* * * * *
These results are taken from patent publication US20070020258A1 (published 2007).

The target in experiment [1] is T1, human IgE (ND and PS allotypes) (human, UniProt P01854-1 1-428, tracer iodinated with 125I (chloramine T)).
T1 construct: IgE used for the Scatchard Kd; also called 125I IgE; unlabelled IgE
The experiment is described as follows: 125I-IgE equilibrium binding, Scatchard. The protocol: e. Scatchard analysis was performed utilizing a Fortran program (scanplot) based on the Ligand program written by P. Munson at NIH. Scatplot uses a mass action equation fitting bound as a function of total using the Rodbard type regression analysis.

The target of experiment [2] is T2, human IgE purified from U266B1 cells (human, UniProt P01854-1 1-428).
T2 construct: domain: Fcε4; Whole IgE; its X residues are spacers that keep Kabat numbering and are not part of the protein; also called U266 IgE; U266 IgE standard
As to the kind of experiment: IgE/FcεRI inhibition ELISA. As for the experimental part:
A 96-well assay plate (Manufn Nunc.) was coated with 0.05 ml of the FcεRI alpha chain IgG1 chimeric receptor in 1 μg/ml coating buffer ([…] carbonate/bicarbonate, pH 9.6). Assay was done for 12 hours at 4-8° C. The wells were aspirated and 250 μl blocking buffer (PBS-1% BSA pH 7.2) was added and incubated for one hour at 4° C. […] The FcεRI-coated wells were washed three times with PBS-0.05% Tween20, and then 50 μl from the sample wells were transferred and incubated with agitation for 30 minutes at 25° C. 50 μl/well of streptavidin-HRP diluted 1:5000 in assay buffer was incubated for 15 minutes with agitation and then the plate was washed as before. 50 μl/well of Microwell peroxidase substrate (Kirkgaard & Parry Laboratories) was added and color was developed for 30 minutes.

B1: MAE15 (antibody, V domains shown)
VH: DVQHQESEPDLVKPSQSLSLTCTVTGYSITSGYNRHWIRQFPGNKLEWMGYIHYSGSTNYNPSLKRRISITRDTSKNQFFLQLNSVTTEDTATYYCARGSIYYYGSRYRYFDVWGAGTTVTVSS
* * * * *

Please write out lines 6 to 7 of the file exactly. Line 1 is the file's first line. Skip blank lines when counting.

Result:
T2 construct: domain: Fcε4; Whole IgE; its X residues are spacers that keep Kabat numbering and are not part of the protein; also called U266 IgE; U266 IgE standard
As to the kind of experiment: IgE/FcεRI inhibition ELISA. As for the experimental part: